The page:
It is necessary, first, to be quite clear what this Bill is. One or two contributions from both sides seemed not altogether to have borne in mind that this is a powers Bill. It does not directly affect, one way or the other, the amount of opencast working. Its primary object and its justification is to improve and bring up to date the methods by which we operate.

On this side of the House, and, indeed, in the speech to which we have just listened by the hon. Member for Bolsover (Mr. Neal), it has been made clear that the general feeling is that it is quite intolerable to continue any longer working under Defence Regulations. We need not argue this in detail. I put only the one point that under Defence Regulations nobody, whether an individual, a local authority or anybody else, has a legal right to be heard by anybody. At this time of day, that is an intolerable situation which must be brought to an end.

What, however, would be the position if we did nothing else than bring the Defence Regulations to an end? There are two points to be borne in mind. There is no question that if we did nothing but bring the Defence Regulations to an end, there would be a substantial fall in the production by opencast working. This is not the occasion, nor would it be possible, to go very far in answering some suggestions which have been made in quite opposite senses from different parts of the House and to attempt to lay down a general principle on what we expect, in the future, the output from opencast workings to be. We on this side of the House are very sceptical anyway of these long forecasts and crystal gazing about what will be the situation in five years or ten years, but I do not think anybody can really seriously contend that there is no real prospect in the immediate future of some opencast coal being needed. The foreign exchange consideration seems to be conclusive in itself.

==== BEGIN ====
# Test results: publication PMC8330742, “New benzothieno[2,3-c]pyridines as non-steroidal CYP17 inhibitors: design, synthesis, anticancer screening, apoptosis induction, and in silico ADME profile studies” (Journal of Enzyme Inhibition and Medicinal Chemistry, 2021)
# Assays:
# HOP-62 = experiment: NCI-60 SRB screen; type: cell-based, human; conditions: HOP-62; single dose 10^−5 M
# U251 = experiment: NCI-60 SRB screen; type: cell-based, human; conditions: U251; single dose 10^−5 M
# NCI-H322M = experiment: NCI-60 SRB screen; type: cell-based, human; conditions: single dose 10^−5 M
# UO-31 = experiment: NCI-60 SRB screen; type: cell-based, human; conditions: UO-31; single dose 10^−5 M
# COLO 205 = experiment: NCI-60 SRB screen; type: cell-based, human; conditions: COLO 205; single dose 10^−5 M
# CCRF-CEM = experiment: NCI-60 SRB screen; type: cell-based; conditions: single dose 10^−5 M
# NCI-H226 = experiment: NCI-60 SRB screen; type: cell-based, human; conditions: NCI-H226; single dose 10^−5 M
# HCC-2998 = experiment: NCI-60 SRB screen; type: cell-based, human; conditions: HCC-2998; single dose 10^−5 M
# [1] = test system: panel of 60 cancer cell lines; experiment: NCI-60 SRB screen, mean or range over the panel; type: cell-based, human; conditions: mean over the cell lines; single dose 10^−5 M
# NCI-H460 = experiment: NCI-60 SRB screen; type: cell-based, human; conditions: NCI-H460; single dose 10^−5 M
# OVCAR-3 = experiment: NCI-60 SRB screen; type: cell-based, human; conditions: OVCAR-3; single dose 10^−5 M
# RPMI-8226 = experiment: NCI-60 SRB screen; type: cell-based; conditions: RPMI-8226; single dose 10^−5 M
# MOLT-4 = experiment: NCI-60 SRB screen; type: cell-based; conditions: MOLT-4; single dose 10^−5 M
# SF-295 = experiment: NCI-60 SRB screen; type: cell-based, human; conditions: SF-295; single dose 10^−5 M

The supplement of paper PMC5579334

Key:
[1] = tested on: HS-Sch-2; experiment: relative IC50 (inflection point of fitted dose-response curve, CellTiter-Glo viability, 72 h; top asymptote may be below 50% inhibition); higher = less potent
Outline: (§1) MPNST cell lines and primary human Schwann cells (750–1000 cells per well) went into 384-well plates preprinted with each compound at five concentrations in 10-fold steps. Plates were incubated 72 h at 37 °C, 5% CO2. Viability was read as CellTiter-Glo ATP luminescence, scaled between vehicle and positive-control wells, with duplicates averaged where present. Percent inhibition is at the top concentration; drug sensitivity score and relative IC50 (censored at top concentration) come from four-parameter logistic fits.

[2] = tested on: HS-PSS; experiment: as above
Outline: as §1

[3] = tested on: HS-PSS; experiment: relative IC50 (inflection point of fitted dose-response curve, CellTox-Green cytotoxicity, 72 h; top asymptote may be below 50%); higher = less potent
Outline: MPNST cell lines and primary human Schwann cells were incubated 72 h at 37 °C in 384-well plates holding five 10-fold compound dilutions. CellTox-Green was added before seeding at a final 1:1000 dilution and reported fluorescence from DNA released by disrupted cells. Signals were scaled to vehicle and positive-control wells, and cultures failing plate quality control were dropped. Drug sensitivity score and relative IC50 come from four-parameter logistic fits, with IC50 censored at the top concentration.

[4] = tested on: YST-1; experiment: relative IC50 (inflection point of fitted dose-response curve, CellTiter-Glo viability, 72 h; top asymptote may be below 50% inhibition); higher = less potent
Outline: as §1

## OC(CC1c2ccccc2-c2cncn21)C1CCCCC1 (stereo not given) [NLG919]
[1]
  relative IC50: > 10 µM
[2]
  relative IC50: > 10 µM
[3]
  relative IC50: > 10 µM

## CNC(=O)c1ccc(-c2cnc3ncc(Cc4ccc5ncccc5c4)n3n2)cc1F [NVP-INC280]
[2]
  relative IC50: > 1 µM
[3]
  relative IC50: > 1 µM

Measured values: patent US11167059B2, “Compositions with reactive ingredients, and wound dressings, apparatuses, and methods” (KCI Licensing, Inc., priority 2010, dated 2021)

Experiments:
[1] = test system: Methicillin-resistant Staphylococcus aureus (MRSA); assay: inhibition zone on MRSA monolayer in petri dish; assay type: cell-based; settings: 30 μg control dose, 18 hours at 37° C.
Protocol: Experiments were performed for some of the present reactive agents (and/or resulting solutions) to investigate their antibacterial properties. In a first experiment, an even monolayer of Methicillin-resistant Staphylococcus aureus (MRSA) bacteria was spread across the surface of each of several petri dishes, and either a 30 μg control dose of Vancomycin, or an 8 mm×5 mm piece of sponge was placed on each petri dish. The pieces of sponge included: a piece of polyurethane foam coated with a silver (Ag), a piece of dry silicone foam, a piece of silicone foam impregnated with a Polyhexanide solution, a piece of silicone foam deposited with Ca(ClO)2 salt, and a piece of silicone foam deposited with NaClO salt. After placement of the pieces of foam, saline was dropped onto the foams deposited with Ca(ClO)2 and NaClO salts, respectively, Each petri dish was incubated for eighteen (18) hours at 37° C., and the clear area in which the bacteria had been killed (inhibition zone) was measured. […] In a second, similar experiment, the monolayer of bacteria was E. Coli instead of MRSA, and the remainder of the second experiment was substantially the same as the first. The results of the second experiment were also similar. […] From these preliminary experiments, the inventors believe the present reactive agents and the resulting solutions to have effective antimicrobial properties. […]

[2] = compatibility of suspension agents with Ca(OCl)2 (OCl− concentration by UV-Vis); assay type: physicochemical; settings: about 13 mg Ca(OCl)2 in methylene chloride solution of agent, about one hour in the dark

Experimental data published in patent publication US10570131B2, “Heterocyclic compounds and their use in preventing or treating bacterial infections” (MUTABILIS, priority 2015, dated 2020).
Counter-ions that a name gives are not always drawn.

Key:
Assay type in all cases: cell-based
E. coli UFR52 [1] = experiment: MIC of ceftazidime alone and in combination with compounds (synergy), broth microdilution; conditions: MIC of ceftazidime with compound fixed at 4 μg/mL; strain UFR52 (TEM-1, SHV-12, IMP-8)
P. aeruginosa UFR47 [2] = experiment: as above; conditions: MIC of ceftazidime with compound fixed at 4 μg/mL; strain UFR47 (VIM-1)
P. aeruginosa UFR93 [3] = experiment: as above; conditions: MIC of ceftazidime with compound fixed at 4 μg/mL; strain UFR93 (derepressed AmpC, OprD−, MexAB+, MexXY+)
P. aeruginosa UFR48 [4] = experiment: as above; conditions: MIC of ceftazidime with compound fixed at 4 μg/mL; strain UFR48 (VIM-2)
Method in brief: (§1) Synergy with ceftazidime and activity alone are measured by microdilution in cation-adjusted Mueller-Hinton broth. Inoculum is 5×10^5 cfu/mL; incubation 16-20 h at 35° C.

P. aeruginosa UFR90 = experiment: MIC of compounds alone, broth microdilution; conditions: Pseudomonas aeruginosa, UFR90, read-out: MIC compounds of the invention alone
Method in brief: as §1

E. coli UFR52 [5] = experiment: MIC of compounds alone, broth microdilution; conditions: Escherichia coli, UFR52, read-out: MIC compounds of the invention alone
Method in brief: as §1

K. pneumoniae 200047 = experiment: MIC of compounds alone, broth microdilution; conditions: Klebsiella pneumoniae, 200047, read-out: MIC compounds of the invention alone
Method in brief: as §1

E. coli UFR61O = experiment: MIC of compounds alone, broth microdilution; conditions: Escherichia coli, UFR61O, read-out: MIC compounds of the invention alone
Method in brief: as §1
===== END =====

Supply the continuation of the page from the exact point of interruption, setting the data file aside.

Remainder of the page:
It is not realistic—I am not going into any argument at this stage as to why or whose blame it is, if it is anybody's blame—to suppose any longer that there is going to be any immediate or drastic increase in the output of deep-mined coal which would make it completely unnecessary in the immediate future to do without opencast work. Therefore, I do not think we need complicate our discussion by going further than saying that we cannot afford to do nothing if we get rid of the Defence Regulations because we cannot afford to do without, at any rate in the near future, some substantial contribution from opencast working.

The second point which I think must be stressed is that it is in any case wrong. in our view at any rate, to give powers to operate by a process which involves buying land on a large scale when all we really want is to use it for a comparatively short time, and that is, of course, why we have introduced this novel process of compulsory rights orders, compulsory rights orders as we shall call them, corresponding to the compulsory purchase orders of which we have had only too much experience in our daily life.

I think the three main points we want to consider, if that be the background of our problem are: Is sufficient consideration being given in the new legislation to what is being done? Are the proposals for restoration being made reasonable? And are the compensation provisions fair?